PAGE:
5. Conclusions and future work

Acknowledgments

This work was supported by the Swedish Foundation for Strategic Research (SSF), the European FP7 project VISIT, the Swedish Scientific Council and the Knut and Alice Wallenberg Foundation.

References and links

1.

P. Westbergh, J. S. Gustavsson, Å. Haglund, A. Larsson, F. Hopfer, G. Fiol, D. Bimberg, and A. Joel, “32 Gbit/s multimode fiber transmission using high-speed, low current density 850 nm VCSEL,” Electron. Lett. 45, 366–368 (2009). [CrossRef]

2.

S. A. Blokhin, J. A. Lott, A. Mutig, G. Fiol, N. N. Ledentsov, M. V. Maximov, A. M. Nadtochiy, V. A. Shchukin, and D. Bimberg, “Oxide-confined 850 nm VCSELs operating at bit rates up to 40 Gbit/s,” Electron. Lett. 45, 501–503 (2009). [CrossRef]

3.

P. Westbergh, J. S. Gustavsson, B. Kögel, Å. Haglund, A. Larsson, A. Mutig, A. Nadtochiy, D. Bimberg, and A. Joel, “40 Gbit/s error-free operation of oxide-confined 850 nm VCSEL,” Electron. Lett. 46, 1014–1016 (2010). [CrossRef]

4.

J. E. Cunningham, D. Beckman, D. Huang, T. Sze, K. Cai, and A. V. Krishnamoorthy, “PAM-4 signaling over VCSELs using 0.13 μm CMOS,” OSA Topical Meeting on Information Photonics , (2005).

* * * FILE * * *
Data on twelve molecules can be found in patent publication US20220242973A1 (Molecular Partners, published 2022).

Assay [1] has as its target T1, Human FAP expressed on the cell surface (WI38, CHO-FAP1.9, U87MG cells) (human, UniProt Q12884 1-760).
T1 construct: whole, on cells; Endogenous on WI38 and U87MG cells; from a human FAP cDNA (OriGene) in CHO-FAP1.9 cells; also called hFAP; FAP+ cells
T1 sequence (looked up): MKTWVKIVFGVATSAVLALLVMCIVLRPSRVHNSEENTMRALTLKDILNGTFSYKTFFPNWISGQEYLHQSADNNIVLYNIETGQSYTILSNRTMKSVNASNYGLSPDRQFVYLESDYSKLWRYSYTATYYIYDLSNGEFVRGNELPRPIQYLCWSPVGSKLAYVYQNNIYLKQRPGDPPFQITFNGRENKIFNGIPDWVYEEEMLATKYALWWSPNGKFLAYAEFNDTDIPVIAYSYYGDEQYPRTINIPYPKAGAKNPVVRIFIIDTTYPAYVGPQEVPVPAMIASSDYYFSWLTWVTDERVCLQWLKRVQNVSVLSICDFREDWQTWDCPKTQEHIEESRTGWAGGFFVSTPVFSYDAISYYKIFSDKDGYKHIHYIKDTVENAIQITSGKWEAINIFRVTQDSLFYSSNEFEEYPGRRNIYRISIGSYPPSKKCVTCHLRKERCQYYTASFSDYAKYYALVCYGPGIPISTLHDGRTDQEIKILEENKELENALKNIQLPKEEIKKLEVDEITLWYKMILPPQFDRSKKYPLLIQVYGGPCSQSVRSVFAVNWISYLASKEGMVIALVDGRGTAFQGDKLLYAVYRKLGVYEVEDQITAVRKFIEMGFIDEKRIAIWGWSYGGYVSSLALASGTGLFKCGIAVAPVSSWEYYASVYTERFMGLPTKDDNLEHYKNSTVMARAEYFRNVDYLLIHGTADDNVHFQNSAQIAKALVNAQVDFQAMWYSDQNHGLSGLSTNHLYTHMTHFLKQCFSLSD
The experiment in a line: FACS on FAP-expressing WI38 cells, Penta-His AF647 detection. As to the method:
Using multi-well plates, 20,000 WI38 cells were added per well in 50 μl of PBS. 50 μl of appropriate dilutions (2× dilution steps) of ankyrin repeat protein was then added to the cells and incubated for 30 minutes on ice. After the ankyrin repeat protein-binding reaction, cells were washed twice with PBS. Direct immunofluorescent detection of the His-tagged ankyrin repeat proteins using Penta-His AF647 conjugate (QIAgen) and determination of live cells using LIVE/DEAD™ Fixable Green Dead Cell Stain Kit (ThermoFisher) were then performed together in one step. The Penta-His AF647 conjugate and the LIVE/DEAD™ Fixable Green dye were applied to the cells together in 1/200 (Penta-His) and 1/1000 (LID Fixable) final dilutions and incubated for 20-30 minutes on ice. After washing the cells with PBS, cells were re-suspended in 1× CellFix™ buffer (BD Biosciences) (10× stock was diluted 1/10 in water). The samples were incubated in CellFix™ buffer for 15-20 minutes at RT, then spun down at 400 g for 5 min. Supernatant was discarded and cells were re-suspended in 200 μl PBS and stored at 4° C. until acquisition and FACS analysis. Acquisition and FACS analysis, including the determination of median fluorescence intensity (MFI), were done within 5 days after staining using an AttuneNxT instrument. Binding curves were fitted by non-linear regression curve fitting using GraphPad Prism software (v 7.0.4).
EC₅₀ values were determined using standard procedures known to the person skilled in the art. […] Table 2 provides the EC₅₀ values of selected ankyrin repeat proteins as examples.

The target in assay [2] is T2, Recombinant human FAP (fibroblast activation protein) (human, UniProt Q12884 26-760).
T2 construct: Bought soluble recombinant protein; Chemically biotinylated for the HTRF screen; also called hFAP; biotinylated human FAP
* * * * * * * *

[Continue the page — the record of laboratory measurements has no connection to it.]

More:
5.

F. Breyer, S. C. J. Lee, S. Randel, and N. Hanik, “Comparison of OOK- and PAM-4 modulation for 10 Gbit/s Transmission over up to 300 m polymer optical fiber,” Optical Fiber Communication Conference, OSA Technical Digest (2008), paper OWB5.

6.

F. Breyer, S. C. J. Lee, S. Randel, and N. Hanik, “PAM-4 signalling for gigabit transmission over standard step-index plastic optical fiber using light emitting diodes,” European Conference on Optical Communication , (2008), paper We2A3. [CrossRef]

7.

J. R. Barry, Wireless Infrared Communications (Kluwer, 1994). [CrossRef]

8.

S. Hranilovic, Wireless Optical Communication Systems (Springer, 2005).

9.

A. O. J. Wiberg, B.-E. Olsson, and P. A. Andrekson, “Single cycle subcarrier modulation,” Optical Fiber Communication Conference, OSA Technical Digest, (2009), paper OTuE1.

10.

K. Szczerba, B.-E. Olsson, P. Westbergh, A. Rhodin, J. S. Gustavsson, Å. Haglund, M. Karlsson, A. Larsson, and P. A. Andrekson, “37 Gbps transmission over 200 m of MMF using single cycle subcarrier modulation and a VCSEL with 20 GHz modulation bandwidth,” European Conference on Optical Communication , (2010), paper We7B2. [CrossRef]

11.

B.-E. Olsson and M. Sköld, “QPSK transmitter based on optical amplitude modulation of electrically generated QPSK signal,” Asia Optical Fiber Communication & Optoelectronic Exposition & Conference, OSA Technical Digest, (2008), paper SaA3.

12.